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Xenophobia on the Rise? Temporal and Regional Trends in Xenophobic Attitudes in Russia

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In this article we consider the trajectory of xenophobia in Russia since the disintegration of the Soviet Union. Using survey data from 1996, 2004, and 2012, we examine Russians' negative attitudes toward seven outgroups over time. We also statistically analyze the degree to which correlates of xenophobia have changed between 1996 and 2012. We find that Muscovites have become more xenophobic toward many groups over time relative to residents of other regions. This change is particularly striking in comparison to 1996, when Muscovites were generally less xenophobic than residents of other regions. Finally, we find that a strong lack of confidence in Russian President Putin is associated with higher levels of xenophobia across time, complicating the perceived link between the Russian government and xenophobic sentiment.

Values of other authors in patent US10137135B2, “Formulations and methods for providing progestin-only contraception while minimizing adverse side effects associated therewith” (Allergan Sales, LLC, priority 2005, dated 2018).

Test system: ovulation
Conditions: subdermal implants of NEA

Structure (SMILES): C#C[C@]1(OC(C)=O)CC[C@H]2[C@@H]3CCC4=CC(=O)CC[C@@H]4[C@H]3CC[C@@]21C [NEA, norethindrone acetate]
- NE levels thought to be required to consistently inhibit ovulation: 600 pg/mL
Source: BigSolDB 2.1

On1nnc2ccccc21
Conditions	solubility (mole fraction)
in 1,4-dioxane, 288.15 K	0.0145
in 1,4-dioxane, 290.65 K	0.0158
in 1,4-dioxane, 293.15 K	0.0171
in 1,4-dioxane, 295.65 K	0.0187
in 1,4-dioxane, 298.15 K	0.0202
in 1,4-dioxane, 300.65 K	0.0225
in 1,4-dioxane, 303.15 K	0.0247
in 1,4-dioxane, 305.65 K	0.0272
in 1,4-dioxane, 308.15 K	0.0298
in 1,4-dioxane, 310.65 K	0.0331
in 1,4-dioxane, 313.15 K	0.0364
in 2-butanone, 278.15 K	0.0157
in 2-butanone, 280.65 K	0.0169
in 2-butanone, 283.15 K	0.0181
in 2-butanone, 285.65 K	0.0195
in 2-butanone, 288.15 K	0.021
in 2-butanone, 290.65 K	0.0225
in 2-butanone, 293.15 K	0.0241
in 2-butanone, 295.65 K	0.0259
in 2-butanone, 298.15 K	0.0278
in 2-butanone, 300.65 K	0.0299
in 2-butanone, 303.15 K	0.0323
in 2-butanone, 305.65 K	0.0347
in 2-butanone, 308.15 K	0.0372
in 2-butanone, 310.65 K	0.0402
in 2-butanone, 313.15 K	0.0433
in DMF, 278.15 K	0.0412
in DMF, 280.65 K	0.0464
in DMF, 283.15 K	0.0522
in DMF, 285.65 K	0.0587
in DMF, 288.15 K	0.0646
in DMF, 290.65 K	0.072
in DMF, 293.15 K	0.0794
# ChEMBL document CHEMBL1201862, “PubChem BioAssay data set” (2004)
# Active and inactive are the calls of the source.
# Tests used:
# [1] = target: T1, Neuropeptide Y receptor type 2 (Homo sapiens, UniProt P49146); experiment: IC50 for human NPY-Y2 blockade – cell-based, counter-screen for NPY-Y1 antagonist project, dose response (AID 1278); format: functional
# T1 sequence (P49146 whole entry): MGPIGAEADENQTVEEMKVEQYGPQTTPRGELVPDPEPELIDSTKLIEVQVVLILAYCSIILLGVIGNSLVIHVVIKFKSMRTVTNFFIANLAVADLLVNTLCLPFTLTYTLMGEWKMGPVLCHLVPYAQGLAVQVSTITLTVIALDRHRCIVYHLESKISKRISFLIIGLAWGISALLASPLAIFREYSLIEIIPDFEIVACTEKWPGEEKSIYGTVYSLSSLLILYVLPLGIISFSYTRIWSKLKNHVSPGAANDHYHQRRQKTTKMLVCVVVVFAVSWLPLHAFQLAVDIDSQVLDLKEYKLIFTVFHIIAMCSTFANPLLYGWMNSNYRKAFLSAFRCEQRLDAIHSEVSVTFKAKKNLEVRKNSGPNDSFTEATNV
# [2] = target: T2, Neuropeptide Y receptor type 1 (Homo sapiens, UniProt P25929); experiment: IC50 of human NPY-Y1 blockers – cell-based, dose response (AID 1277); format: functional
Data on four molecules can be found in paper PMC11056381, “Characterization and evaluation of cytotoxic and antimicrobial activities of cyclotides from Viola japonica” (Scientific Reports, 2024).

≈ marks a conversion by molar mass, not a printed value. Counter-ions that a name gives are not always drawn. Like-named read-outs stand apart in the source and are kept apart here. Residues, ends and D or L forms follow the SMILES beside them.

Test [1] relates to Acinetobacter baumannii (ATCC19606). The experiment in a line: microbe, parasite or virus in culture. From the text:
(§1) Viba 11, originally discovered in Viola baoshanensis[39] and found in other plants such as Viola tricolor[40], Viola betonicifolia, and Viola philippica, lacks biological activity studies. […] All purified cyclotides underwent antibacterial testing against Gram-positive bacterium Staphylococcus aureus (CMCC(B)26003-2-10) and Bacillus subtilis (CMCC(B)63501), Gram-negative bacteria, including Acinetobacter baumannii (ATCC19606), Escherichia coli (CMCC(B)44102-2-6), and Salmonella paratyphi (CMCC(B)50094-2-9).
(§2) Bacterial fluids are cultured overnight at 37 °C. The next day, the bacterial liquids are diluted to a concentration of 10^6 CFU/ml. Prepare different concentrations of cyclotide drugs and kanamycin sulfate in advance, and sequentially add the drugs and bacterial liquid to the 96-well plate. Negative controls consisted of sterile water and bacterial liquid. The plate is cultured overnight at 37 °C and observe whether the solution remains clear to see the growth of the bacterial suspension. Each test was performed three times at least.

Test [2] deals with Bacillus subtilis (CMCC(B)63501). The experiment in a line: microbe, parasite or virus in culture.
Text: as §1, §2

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Document Type: Research Article

Publication date: 01 April 2018

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  • Comparative Politics is an international journal that publishes scholarly articles devoted to the comparative analysis of political institutions and behavior. It was founded in 1968 to further the development of comparative political theory and the application of comparative theoretical analysis to the empirical investigation of political issues. Comparative Politics communicates new ideas and research findings to social scientists, scholars, and students, and is valued by experts in research organizations, foundations, and consulates throughout the world.
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